Katrina Evacuees React to Bush Speech
STEVE INSKEEP, host:
Now among others listening to the president's speech were the people who would commit the money for his relief proposals, senators and members of Congress. So we're going now to congressional correspondent David Welna.
And, David, the president didn't mention how we'll pay for all this.
DAVID WELNA reporting:
That's right, Steve, he didn't even say how much it's likely to cost, though most estimates have the federal government picking up more than $200 billion of the tab. And, you know, Congress, of course, has already opened the purse strings for more than $60 billion in federal aid to the Gulf States. And with the sort of second reconstruction of the South that President Bush promised last night, lawmakers are going to have to approve a whole lot more spending. Now Mr. Bush did mention the American taxpayer at one point in his speech, but he said nothing about paying more taxes to help defray the cost of Katrina nor did he say anything about cutting other federal spending. So the people who are actually going to be paying for this in the short term at least are those who buy the US Treasury bills that finance the nation's deficit spending, which is already running at around $350 billion for this year. Add to that the fact that the money for the war in Iraq is running low and will have to be replenished, and you've got a lot of lawmakers who are very worried about digging the deficit ditch deeper. But as Mississippi Republican Trent Lott put it, `You're a fiscal conservative until you get hit by a natural disaster.'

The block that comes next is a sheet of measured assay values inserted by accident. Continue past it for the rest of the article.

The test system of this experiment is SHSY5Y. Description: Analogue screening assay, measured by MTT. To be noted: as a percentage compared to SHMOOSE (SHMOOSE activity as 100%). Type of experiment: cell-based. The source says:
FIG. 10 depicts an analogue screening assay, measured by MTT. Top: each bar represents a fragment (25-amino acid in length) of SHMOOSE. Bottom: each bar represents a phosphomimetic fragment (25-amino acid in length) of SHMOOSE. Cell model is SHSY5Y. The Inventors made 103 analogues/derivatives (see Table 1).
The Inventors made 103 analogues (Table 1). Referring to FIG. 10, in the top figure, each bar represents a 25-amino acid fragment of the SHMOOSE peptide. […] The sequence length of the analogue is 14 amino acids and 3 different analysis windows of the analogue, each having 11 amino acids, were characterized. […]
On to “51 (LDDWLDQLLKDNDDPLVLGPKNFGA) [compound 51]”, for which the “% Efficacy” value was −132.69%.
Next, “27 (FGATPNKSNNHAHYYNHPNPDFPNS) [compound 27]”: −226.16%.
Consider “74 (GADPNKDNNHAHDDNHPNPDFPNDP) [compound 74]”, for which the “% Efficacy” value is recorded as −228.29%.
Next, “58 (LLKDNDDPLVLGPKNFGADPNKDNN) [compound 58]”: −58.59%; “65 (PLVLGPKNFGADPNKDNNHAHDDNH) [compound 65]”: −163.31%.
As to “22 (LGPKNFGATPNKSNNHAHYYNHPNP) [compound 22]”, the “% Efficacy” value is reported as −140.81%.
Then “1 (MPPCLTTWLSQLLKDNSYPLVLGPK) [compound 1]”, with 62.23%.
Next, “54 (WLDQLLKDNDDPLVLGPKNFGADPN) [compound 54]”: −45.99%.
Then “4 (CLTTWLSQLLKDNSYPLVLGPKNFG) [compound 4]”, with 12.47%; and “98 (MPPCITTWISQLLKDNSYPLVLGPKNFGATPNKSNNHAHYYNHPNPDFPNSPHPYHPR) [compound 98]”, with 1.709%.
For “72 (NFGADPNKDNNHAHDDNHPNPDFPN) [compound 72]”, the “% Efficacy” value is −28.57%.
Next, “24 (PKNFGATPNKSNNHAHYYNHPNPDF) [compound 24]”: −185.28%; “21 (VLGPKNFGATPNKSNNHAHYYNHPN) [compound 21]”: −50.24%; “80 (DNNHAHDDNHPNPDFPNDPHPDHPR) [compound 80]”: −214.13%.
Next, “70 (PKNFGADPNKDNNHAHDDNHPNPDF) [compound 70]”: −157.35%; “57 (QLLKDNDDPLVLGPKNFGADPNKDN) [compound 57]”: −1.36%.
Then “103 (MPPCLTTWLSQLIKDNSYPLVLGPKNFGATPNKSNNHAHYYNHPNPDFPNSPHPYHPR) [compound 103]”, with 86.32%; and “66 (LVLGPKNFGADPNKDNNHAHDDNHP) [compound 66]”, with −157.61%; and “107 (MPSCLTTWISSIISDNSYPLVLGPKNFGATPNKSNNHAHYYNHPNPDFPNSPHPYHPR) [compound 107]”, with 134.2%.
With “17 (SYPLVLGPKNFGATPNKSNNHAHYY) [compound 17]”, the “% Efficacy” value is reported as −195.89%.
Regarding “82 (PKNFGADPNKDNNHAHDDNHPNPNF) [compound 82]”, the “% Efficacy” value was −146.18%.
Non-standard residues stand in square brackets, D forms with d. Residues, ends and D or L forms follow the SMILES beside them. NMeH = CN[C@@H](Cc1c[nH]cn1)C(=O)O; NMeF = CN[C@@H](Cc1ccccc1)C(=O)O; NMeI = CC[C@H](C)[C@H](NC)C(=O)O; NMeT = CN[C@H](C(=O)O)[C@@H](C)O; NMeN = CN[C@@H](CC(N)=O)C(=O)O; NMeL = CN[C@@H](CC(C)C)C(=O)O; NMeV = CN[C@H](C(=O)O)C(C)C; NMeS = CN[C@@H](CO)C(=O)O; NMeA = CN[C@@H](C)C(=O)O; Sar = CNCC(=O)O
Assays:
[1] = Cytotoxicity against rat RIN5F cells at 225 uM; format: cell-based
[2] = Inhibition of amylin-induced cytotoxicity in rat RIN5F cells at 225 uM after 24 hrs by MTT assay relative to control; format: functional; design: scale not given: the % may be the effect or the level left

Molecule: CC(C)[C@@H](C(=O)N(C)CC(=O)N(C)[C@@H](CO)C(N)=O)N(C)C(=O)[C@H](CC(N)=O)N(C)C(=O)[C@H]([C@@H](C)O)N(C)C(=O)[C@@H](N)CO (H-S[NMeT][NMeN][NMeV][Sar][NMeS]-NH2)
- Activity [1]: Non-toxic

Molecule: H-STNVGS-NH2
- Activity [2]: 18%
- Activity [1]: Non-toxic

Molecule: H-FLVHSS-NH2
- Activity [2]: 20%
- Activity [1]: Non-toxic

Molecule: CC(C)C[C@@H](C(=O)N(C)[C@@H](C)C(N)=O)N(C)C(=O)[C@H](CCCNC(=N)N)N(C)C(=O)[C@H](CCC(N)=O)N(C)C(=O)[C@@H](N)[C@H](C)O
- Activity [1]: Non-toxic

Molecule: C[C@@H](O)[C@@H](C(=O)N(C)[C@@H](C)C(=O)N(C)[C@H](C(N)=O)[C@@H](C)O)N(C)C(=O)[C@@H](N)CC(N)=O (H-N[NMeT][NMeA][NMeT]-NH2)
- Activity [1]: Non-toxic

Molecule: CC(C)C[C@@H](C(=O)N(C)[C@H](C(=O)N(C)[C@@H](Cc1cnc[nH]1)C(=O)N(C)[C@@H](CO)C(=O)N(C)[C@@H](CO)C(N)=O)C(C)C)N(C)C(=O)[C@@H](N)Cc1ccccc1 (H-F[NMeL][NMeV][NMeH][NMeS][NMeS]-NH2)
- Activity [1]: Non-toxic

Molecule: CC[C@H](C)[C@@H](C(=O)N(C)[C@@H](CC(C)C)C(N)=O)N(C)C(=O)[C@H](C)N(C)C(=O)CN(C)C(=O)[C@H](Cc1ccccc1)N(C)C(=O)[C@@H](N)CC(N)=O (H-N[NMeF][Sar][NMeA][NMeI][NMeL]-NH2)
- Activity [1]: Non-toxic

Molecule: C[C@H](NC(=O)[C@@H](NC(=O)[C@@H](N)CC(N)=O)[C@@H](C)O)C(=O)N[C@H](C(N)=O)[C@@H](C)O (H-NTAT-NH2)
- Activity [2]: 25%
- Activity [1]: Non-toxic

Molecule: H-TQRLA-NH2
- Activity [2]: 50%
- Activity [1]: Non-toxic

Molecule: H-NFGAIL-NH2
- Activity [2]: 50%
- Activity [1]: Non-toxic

INSKEEP: That's NPR congressional correspondent David Welna.